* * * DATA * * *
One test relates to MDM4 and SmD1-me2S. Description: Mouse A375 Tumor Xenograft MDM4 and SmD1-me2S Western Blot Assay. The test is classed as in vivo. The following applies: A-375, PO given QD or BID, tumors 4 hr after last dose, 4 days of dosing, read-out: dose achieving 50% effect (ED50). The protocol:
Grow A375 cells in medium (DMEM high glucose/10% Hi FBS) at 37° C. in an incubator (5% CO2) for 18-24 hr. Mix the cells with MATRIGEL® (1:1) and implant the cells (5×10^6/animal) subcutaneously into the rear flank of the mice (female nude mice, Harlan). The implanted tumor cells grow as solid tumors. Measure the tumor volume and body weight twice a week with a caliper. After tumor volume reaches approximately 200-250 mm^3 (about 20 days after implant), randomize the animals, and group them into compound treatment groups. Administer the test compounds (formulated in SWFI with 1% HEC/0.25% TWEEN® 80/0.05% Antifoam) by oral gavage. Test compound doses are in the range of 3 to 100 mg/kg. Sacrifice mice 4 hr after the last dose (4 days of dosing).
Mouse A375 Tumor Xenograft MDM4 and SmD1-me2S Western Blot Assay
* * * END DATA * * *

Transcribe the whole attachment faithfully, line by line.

One test relates to MDM4 and SmD1-me2S. Description: Mouse A375 Tumor Xenograft MDM4 and SmD1-me2S Western Blot Assay. The test is classed as in vivo. The following applies: A-375, PO given QD or BID, tumors 4 hr after last dose, 4 days of dosing, read-out: dose achieving 50% effect (ED50). The protocol:
Grow A375 cells in medium (DMEM high glucose/10% Hi FBS) at 37° C. in an incubator (5% CO2) for 18-24 hr. Mix the cells with MATRIGEL® (1:1) and implant the cells (5×10^6/animal) subcutaneously into the rear flank of the mice (female nude mice, Harlan). The implanted tumor cells grow as solid tumors. Measure the tumor volume and body weight twice a week with a caliper. After tumor volume reaches approximately 200-250 mm^3 (about 20 days after implant), randomize the animals, and group them into compound treatment groups. Administer the test compounds (formulated in SWFI with 1% HEC/0.25% TWEEN® 80/0.05% Antifoam) by oral gavage. Test compound doses are in the range of 3 to 100 mg/kg. Sacrifice mice 4 hr after the last dose (4 days of dosing).
Mouse A375 Tumor Xenograft MDM4 and SmD1-me2S Western Blot Assay